Comments Off on Seaming the Swirl – Part 3 (Sleeves)
The Swirl technically has one seam. After finishing the shoulder you may proceed to seam the sleeve from shoulder to cuff, but I recommend a different path. Because the end of a seam is often where fabric seems to bunch up inappropriately, end a seam where smoothing the fabric is easiest, generally under the arm. The Swirl cuff is unusual in that it will get pleated at the very end – so bumps and bulk might be acceptable. But, I prefer starting with the smooth, perfect cuff which results from using a fresh piece of yarn at the cuff end. Tension is best controlled with a free piece of yarn, leaving a 5 in. end to bury into the finished seam, along with the cast on end.
With your yarn and thread combined in your yarn needle, pull through loops at the base of each side, at the very edge, then return to the first side to make a circle (see photo). This first step will even up your edge and prevent the dreaded notch at the base of a seam. Then do your mattress stitch up the sides of the sleeve.
The Swirl sleeves are made slightly more difficult to seam by being knit side-to-side, and having mildly uneven shaping on each side. You need to read the knitting carefully, matching stitches on each side, and staying one full stitch from the edge. Having the sleeve pinned together can be a valuable guide. For the most part, the welts will line up and also act as a guide.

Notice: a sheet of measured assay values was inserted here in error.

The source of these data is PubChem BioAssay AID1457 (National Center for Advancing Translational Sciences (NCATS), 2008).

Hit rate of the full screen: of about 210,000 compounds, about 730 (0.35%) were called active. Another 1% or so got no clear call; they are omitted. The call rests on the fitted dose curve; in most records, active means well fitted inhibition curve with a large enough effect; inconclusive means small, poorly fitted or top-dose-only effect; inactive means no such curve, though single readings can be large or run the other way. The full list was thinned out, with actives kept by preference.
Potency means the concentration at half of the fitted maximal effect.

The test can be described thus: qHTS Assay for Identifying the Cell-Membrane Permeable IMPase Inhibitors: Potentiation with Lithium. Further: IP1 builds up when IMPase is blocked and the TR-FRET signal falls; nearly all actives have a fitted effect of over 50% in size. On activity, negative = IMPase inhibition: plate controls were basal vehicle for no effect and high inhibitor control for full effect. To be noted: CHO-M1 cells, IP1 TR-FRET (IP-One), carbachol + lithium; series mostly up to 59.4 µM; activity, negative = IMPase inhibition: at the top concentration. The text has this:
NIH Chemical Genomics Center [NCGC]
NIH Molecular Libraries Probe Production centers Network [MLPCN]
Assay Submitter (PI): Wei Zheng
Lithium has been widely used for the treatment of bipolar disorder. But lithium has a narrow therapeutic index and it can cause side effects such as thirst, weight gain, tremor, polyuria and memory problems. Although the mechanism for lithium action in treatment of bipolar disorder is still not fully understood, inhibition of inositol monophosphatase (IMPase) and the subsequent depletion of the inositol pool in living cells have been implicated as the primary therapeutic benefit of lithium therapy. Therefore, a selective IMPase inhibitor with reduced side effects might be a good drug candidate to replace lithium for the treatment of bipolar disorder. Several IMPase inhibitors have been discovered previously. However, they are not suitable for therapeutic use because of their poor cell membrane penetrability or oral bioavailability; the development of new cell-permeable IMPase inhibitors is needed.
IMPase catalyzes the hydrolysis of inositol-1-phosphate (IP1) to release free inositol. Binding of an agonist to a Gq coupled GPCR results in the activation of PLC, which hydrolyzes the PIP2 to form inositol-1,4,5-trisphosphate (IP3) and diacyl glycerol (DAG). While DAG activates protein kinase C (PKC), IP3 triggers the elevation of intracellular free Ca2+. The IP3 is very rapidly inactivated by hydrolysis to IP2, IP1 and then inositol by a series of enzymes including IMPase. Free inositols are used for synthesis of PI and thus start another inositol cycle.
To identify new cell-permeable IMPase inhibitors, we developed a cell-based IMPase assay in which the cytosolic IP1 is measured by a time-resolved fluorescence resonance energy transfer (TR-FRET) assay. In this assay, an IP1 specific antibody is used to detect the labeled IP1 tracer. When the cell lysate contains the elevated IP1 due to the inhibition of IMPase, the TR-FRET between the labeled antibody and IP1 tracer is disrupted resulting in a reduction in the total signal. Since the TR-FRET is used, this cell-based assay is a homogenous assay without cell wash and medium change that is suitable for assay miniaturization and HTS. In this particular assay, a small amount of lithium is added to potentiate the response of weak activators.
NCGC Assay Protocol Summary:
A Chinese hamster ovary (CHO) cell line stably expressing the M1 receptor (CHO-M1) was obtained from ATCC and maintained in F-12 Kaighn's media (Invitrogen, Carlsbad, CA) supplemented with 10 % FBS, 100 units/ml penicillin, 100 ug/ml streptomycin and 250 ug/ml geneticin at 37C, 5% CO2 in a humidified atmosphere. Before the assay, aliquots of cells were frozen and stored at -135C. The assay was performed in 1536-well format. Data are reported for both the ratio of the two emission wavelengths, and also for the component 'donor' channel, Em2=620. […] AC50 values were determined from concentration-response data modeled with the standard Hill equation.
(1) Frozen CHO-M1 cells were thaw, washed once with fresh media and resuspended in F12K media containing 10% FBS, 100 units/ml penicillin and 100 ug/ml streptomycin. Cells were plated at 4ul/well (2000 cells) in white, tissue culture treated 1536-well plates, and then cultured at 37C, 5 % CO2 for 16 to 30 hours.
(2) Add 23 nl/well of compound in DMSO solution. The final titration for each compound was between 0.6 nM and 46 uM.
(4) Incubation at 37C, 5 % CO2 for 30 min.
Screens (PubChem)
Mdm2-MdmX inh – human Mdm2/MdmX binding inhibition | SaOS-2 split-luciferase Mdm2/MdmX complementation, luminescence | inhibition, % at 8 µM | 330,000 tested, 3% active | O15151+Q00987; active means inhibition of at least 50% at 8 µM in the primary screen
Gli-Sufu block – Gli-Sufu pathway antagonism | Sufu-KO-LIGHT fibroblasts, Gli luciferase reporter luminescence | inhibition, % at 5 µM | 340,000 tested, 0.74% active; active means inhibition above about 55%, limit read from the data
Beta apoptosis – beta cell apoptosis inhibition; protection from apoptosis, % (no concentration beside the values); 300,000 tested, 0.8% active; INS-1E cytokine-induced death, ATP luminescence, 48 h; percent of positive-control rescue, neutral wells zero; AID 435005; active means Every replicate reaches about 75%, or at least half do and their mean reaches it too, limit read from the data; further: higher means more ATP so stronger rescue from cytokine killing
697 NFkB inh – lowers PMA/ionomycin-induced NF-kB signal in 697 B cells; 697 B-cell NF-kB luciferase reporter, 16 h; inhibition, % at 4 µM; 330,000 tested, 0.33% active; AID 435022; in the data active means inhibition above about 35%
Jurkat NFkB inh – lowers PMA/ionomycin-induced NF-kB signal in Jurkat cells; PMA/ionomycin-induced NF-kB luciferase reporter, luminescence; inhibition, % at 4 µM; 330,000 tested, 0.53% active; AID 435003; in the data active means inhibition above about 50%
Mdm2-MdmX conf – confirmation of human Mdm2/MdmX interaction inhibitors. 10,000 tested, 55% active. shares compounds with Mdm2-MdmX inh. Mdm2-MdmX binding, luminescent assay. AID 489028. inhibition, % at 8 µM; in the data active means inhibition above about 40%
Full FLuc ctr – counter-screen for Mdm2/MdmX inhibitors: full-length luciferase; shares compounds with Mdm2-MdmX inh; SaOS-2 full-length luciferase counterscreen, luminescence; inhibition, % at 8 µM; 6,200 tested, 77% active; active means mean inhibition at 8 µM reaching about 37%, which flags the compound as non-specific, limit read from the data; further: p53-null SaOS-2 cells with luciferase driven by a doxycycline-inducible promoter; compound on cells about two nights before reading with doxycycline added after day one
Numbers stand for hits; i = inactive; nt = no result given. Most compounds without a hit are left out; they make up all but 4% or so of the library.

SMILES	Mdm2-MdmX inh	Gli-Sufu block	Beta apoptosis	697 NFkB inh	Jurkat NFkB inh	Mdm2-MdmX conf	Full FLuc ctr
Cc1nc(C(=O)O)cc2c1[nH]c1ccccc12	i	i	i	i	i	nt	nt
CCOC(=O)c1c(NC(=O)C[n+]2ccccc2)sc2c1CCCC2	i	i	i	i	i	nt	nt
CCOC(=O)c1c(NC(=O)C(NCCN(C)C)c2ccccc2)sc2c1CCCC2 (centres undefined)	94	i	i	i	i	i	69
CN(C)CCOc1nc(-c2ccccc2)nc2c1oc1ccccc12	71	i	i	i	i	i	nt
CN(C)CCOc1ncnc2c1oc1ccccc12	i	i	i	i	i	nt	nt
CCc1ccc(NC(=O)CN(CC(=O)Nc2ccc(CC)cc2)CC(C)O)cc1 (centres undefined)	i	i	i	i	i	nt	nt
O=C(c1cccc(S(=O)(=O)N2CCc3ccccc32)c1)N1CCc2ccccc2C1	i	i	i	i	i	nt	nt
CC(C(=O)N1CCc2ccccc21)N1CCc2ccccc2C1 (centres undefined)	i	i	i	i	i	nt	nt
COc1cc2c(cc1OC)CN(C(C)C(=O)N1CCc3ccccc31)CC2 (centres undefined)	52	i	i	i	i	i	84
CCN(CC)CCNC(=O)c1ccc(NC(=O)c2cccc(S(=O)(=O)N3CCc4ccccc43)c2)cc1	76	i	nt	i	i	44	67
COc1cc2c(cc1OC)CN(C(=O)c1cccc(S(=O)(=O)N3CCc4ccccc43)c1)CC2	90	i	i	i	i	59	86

Yarn is sewn up and down the ribbing, all around the sleeve, to create a pleated cuff. It creates a very interesting detail.
Sweater shown with one sleeve seamed. Notice how the sleeve covers virtually all of the seam. But I know that it looks good, under there!
This is what the sleeve looks like, prior to pleating.
The inside of the cuff seam, with the end buried in the seam.
Burying the end in the seam, using a sharp Chenille needle. This technique is useful for more than Annetarsia!
The seam of the cuff, which is barely visible now, and won’t be noticeable at all after pleating the cuff.
Seam the cuff from the Right Side. Match stitch for stitch on each side of the seam. This is easier with knit sts than with purl stitches. Take your time, there is no need to rush.
Seaming the cuff is harder over the reverse stockinette section. Just be careful to match stitch for stitch, you will get it!
Seam one full stitch from the edge, seaming 2 matching ladders on each side. Use a blunt yarn needle to go around the fibers, so that you can easily remove the yarn if you aren’t happy with the seam you are making.
At the base of the seam, bring the yarn through one loop on the very edge, do the same on the other side, and come back into the first loop to create a circle. When this is snugged, you will have an even edge with no notch at the seam!